In order to enhance a newsletter strategy you must set goals and track critical performance metrics; open rates, click-through-rates, conversions (for non-subscribers), and engagement levels (for subscribers). Develop a robust testing plan and use these metrics to improve your newsletters––possibly even sunsetting low usage newsletters. Newsletters are a great place to be adaptive to reader interests, popular topics, or world events. These newsletters don’t necessarily need to last forever but they are a great way to indicate to your readers what is new within your publisher, whether that’s content coverage or newly developed features. Martin Little, the audience transformation director of Reach, U.K., recommends to “look at content consumed most by loyal users as that is a guide to what your newsletters should be based around.”5
Beyond using newsletters to identify areas of interest for your readers, experimenting within the already concrete audience tends to be straightforward. Divide a newsletter audience into different variations (e.g. different subject lines, copy, or design) and measure success of the aforementioned metrics to optimise the best newsletters for your specific audience. When changing a newsletter sender from the publication itself to the specific journalist's name, The Financial Times saw a 5% opening increase.5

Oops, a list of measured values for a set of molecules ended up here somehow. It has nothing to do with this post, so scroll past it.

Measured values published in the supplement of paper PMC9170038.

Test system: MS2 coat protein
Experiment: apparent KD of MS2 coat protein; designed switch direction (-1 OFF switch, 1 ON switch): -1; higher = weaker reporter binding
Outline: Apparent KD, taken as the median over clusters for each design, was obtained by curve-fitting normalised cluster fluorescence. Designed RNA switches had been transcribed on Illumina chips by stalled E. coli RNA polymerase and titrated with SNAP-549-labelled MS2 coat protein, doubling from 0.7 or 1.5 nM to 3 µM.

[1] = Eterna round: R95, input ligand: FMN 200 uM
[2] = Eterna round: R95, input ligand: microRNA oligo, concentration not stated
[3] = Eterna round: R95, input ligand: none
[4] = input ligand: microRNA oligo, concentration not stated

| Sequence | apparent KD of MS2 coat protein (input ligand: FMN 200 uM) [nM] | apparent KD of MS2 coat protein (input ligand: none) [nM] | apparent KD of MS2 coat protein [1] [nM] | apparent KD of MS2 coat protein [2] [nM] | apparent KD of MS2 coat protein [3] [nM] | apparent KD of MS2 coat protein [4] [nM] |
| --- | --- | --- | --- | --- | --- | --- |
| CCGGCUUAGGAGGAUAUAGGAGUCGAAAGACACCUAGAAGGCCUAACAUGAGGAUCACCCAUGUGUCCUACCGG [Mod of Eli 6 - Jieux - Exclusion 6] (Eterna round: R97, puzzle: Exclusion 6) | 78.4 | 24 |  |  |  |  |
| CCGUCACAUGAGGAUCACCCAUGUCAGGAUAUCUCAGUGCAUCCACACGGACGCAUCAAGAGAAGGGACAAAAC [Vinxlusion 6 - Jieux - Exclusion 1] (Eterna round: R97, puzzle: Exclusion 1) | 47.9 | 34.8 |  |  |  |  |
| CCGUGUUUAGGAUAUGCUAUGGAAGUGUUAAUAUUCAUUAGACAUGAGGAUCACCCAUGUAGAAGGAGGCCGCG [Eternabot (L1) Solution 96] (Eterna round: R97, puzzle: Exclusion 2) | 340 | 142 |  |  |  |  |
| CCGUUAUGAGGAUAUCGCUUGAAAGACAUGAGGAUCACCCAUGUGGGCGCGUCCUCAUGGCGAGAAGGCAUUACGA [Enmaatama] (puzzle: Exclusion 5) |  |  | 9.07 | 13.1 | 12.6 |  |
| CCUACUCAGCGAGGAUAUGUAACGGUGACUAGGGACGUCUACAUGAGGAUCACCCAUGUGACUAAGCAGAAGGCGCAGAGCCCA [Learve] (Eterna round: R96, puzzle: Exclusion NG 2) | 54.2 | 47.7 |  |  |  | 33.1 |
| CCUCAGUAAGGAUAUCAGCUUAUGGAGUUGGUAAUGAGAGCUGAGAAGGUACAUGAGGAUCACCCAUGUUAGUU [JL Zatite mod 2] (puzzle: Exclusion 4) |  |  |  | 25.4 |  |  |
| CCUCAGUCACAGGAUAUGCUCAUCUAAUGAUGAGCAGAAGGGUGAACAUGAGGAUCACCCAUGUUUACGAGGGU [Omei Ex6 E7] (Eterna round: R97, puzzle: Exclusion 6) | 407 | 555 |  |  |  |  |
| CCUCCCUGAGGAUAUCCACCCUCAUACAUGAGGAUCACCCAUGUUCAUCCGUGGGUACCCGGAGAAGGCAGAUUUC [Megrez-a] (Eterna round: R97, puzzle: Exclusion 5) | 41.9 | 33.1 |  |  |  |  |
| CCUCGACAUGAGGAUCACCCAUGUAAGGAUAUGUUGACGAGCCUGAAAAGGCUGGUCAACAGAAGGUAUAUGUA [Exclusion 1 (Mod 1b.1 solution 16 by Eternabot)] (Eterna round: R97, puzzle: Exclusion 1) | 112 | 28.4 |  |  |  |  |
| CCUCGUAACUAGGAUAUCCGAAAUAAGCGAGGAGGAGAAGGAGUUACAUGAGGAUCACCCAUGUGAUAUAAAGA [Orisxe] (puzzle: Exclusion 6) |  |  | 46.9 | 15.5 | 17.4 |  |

4 Innovation in Media 2022 World Report - FIPP
5 Digital News Report 2022 - Reuters Institute - University of Oxford
Get readers to pay
Finally, newsletters are not only a key engagement tool for publishers but also a conversion and retention tool. The New York Times's (NYT) chief product officer, Alex Hardiman stated that “People who do receive newsletters are far more likely to pay and stay.”6 NYT leaned into this fact while revamping their newsletter strategy, converting one third of their 50 newsletters to be subscriber-only. Keeping some newsletters free allows readers to sample coverage and the publishers to promote content and product features that they know are enticing subscription features. While this sampling builds interest and the potential to subscribe, the regularity and frequency of newsletters habituates readers and makes for strong conversion rates.